Dreaming with their feet – ballet programme for PwPs
Dance initiative run by the English National BalletREAD MORE
From maintaining a positive attitude through the ups and downs of Parkinson’s to helping children understand the condition, we’ve selected eight page-turners that you won’t want to put down – all written by people with Parkinson’s.
We asked each author to introduce their book to Parkinson’s Life readers and share how the condition has inspired their writing
This humorous graphic novel by former US news cartoonist Peter Dunlap-Shohl guides readers through Peter’s experience of Parkinson’s – from his battle with depression to the impact of the condition on his relationships.
“I resisted the idea of writing a book about Parkinson’s for years,” says Peter. “As novel as the comic format might be in the area of Parkinson’s literature, I didn’t want to merely echo what was already out there in a different form. Then a friend said to me, ‘But you treat your Parkinson’s as an adventure.’ That unlocked the gate for me to write ‘My Degeneration’.
“I hope that readers find inspiration and credible hope in this story, as well as a guide to what their experience of Parkinson’s might look like.”
In this honest and emotional memoir, cycling enthusiast Nan Little shares how the sport helped her become physically and mentally stronger after her Parkinson’s diagnosis – in the hope that others will take inspiration from her experience.
“Having Parkinson’s is not easy,” says Nan. “We never know what the next day, or hour, might bring. My book shares my efforts to regain some control of my life through exercise. Even though my fingers couldn’t hold a toothbrush, at age 65 I climbed Mt. Kilimanjaro with a group of people with MS and Parkinson’s. It wasn’t easy but it was worth it.
“Parkinson’s is not our fault, it’s an unsolicited challenge. I hope my book helps people realise that we have many options for facing that challenge.”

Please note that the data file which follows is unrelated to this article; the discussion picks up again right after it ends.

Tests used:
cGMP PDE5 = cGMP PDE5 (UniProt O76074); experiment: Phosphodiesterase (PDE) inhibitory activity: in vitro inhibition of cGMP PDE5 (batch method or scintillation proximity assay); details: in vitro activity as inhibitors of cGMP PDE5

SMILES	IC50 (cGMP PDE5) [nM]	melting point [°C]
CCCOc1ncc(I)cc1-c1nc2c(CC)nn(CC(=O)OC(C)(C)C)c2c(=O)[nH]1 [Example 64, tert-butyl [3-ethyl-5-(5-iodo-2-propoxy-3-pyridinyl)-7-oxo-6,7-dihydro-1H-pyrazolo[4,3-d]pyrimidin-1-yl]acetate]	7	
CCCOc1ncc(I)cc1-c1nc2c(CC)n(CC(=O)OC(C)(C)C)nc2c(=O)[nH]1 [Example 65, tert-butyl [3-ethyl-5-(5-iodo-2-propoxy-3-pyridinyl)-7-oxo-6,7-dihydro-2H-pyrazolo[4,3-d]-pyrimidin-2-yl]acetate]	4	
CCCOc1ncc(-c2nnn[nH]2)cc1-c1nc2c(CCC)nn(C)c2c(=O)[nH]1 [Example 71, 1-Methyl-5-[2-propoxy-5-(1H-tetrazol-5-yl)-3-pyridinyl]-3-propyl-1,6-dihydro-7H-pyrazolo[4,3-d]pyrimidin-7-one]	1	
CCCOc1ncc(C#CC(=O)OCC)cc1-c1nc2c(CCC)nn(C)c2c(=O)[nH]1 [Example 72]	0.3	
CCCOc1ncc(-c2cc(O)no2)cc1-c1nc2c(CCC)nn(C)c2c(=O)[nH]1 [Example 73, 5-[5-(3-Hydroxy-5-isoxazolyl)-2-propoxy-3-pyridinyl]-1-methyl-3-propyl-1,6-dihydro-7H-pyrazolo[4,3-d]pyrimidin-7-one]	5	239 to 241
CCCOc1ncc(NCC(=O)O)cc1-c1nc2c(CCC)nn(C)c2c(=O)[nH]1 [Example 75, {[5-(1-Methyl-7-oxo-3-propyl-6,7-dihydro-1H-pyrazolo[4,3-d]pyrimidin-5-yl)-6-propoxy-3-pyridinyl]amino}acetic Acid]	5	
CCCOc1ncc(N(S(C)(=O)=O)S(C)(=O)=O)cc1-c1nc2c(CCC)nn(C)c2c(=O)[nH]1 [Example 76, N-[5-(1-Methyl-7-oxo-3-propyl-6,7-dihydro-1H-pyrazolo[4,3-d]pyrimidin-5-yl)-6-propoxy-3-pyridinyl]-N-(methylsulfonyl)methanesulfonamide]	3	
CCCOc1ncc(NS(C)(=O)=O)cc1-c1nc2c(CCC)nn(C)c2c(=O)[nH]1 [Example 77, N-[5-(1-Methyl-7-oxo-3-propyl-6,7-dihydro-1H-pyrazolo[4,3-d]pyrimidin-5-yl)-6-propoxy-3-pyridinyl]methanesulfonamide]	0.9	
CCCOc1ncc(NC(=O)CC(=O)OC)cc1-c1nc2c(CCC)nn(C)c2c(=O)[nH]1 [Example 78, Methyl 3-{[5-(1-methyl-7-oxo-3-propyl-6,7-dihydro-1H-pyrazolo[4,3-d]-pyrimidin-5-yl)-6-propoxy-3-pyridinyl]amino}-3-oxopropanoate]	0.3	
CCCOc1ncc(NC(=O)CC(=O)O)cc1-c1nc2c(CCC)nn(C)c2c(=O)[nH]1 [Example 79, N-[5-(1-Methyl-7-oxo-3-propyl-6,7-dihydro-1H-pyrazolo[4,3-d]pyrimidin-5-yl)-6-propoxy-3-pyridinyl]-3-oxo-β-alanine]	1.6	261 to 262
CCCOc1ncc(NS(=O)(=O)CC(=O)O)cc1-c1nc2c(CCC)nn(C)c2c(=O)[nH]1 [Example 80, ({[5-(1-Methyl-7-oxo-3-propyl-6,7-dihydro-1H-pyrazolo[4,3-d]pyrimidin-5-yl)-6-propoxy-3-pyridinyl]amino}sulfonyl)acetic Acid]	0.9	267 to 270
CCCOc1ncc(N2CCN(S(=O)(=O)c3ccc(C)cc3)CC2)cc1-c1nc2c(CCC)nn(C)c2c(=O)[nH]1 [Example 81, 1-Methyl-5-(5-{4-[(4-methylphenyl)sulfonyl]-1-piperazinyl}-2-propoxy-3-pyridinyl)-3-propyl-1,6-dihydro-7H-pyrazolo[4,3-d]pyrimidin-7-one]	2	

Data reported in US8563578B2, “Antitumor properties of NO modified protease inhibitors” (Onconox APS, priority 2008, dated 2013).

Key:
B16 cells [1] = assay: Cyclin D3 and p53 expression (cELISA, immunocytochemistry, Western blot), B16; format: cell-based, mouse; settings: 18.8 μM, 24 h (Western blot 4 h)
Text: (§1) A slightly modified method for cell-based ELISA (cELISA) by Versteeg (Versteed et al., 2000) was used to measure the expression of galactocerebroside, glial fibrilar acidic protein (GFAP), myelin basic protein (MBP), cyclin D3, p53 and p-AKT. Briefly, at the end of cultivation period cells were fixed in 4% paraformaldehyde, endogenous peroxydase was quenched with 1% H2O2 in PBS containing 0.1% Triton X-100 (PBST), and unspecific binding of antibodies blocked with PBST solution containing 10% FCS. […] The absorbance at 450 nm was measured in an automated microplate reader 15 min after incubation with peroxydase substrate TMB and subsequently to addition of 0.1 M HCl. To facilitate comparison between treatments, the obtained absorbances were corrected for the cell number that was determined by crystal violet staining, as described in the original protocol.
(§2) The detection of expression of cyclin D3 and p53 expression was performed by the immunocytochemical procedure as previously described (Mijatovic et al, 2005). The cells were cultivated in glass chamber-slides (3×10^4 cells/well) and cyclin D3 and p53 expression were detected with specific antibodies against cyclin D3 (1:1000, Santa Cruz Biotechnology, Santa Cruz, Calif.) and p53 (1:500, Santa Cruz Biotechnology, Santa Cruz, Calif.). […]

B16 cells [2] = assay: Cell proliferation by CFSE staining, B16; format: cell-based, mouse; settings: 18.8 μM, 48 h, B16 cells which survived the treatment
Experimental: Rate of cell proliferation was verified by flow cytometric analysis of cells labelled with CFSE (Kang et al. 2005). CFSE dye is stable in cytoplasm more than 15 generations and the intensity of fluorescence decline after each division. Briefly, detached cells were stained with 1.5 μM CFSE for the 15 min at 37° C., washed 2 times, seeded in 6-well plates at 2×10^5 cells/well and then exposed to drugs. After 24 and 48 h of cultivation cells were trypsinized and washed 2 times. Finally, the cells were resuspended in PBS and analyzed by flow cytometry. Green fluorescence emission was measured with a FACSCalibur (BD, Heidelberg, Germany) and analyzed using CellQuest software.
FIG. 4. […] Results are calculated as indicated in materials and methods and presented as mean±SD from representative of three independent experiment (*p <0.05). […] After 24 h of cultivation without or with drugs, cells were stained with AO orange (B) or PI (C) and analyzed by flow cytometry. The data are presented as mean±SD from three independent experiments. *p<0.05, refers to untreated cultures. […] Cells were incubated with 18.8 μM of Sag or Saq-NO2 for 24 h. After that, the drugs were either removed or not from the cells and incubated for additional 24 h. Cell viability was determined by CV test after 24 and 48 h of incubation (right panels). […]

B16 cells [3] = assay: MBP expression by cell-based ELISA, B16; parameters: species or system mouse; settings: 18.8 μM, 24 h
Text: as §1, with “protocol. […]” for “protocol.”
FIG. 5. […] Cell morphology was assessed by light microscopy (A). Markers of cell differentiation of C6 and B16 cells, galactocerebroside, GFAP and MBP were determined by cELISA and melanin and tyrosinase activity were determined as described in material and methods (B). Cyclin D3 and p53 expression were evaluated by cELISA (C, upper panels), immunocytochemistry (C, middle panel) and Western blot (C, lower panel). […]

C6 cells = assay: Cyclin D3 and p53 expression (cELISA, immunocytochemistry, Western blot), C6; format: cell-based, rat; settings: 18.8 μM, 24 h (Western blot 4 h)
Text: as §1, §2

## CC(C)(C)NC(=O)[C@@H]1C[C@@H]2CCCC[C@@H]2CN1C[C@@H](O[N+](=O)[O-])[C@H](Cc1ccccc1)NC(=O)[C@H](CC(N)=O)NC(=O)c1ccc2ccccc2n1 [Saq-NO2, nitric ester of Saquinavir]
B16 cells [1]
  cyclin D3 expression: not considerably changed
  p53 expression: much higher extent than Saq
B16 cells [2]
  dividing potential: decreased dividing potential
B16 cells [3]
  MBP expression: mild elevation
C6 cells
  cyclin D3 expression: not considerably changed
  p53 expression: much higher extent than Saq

British author Dean G. Parsons reflects on his life before and after Parkinson’s diagnosis– using narrative and poetry to explore the impact of the condition. Dean offers a frank account of what it’s like living with Parkinson’s – and how he remains optimistic about life.
“I was diagnosed with young onset Parkinson’s at age 45 and this book is my Parkinson’s story,” explains Dean. “Using a mixture of prose and poetry, I walk you through a glimpse into my life.
“While this book describes the devastating impact of this lifechanging condition – a strong sense of optimism, humour and hope prevail throughout. If you want to gain insight into life with Parkinson’s, or if you have Parkinson’s and struggle to explain it to others, then this book is the perfect read.”
This book by Canadian writer Dr Soania Mathur is aimed at helping children better understand Parkinson’s – from explaining what it is to offering guidance on how they can help loved ones with the condition.
“The challenges of Parkinson’s extend beyond those diagnosed, to the whole family, including children,” says Soania. “This book is written with contributions from my three daughters, who were all born following my diagnosis of Parkinson’s at the age of 27. Since we fear what we don’t understand, my book serves to enlighten children about all aspects of Parkinson’s and empower them to make a difference.
“Talking about the condition, addressing their concerns and encouraging them to take action – be it going for a walk with their loved one or being patient if activities take longer than expected – can make diagnosis less scary for children.”